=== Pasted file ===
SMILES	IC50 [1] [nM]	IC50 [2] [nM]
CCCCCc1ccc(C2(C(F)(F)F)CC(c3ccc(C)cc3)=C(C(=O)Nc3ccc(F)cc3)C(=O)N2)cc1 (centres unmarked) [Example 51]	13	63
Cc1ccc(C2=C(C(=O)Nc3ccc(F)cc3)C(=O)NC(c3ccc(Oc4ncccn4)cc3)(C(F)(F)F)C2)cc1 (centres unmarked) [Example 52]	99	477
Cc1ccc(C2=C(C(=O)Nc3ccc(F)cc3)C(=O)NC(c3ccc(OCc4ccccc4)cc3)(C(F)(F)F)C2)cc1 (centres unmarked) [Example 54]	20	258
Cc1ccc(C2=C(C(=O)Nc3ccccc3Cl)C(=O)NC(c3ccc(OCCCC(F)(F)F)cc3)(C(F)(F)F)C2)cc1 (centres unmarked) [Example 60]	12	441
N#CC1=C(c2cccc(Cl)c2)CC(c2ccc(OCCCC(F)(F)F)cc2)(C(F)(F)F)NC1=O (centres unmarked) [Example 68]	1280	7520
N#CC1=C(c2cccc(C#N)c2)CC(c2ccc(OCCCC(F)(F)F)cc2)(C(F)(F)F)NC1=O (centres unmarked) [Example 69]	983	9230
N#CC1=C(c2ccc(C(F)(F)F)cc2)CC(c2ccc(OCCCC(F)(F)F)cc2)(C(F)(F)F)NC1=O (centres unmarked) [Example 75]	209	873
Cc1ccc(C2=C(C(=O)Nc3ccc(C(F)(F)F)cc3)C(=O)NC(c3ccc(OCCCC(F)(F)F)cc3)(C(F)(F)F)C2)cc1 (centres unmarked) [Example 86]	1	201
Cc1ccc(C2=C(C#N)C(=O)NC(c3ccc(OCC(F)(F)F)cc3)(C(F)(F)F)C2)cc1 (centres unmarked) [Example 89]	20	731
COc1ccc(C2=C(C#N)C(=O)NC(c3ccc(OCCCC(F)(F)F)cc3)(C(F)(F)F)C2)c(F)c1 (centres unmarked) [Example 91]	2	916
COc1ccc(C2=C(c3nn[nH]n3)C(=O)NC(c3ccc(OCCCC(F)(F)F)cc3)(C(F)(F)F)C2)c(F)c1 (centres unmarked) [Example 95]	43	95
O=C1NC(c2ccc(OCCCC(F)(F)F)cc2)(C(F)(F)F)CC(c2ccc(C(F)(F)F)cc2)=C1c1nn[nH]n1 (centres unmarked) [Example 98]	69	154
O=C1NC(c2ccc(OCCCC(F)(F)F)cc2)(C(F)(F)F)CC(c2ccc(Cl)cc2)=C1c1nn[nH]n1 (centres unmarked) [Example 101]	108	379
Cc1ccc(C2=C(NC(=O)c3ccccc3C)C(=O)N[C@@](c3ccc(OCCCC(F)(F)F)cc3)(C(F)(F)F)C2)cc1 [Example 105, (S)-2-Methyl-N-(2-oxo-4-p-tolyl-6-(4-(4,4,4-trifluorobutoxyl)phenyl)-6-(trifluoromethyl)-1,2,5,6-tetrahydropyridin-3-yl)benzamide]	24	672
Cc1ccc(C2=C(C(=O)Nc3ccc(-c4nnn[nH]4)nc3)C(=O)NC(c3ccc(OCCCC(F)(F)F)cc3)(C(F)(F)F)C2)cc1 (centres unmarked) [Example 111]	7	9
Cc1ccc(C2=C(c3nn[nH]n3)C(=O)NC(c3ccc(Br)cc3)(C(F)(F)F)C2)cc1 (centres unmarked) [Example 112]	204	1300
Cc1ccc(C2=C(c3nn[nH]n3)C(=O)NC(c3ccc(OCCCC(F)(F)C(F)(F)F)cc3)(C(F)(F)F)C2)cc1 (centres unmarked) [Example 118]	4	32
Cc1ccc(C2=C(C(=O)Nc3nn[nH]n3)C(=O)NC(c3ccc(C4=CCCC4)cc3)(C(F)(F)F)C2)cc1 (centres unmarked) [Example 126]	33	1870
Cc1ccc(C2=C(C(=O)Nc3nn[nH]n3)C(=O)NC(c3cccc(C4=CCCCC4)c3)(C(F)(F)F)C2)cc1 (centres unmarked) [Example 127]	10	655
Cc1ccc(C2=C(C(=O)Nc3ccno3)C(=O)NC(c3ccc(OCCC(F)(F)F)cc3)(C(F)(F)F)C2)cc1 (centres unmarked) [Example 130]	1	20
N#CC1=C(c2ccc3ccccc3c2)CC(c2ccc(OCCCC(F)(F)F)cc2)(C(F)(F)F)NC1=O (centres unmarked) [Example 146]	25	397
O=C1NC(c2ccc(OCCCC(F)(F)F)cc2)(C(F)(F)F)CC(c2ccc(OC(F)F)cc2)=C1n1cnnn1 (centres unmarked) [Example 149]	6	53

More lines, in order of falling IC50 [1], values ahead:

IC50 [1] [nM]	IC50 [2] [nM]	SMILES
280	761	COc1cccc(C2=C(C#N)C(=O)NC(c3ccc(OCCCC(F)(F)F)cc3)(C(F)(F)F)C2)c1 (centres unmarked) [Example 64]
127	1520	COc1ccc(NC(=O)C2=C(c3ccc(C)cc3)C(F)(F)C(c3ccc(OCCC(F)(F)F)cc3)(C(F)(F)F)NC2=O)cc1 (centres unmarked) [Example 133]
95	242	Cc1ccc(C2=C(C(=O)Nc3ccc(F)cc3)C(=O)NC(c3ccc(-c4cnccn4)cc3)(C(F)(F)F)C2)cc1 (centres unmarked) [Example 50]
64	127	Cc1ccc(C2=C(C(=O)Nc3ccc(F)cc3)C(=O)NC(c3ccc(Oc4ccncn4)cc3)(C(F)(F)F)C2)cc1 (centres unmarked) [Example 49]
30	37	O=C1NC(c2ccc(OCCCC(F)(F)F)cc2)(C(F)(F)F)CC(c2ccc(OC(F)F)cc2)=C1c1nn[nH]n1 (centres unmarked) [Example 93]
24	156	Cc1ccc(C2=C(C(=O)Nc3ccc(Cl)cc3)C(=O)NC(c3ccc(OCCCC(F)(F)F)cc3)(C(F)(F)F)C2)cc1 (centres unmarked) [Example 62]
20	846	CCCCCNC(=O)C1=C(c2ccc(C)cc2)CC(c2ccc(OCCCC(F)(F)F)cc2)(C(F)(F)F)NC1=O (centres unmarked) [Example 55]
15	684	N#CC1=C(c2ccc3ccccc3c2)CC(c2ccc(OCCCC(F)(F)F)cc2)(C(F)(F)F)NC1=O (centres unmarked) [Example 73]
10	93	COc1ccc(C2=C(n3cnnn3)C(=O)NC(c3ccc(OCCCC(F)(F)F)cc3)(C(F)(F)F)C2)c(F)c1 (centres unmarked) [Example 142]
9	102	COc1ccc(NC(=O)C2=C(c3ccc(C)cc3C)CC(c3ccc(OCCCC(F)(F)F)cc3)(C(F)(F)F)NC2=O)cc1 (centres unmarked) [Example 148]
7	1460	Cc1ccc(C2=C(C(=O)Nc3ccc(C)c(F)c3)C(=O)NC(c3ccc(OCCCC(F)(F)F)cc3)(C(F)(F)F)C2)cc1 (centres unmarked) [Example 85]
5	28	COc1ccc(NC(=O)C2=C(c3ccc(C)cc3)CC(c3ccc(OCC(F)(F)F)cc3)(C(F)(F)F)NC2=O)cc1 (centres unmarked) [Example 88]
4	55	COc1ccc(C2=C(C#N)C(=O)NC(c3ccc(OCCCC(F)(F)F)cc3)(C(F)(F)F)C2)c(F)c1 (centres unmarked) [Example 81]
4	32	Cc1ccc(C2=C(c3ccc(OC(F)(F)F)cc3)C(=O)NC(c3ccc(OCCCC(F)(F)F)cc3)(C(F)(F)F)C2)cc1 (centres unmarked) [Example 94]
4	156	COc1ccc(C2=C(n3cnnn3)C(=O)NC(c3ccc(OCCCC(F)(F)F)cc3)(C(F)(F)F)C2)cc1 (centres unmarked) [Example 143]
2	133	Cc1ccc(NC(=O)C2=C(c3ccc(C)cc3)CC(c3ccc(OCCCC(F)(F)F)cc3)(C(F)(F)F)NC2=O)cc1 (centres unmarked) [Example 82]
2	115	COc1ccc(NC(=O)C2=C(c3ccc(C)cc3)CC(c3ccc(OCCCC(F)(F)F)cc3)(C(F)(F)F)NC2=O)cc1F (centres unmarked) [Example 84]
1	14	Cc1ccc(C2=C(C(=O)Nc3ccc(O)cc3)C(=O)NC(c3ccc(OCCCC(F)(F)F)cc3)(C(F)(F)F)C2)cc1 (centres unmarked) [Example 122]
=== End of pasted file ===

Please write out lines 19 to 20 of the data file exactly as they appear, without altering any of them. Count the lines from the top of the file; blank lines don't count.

Cc1ccc(C2=C(C(=O)Nc3nn[nH]n3)C(=O)NC(c3ccc(C4=CCCC4)cc3)(C(F)(F)F)C2)cc1 (centres unmarked) [Example 126]	33	1870
Cc1ccc(C2=C(C(=O)Nc3nn[nH]n3)C(=O)NC(c3cccc(C4=CCCCC4)c3)(C(F)(F)F)C2)cc1 (centres unmarked) [Example 127]	10	655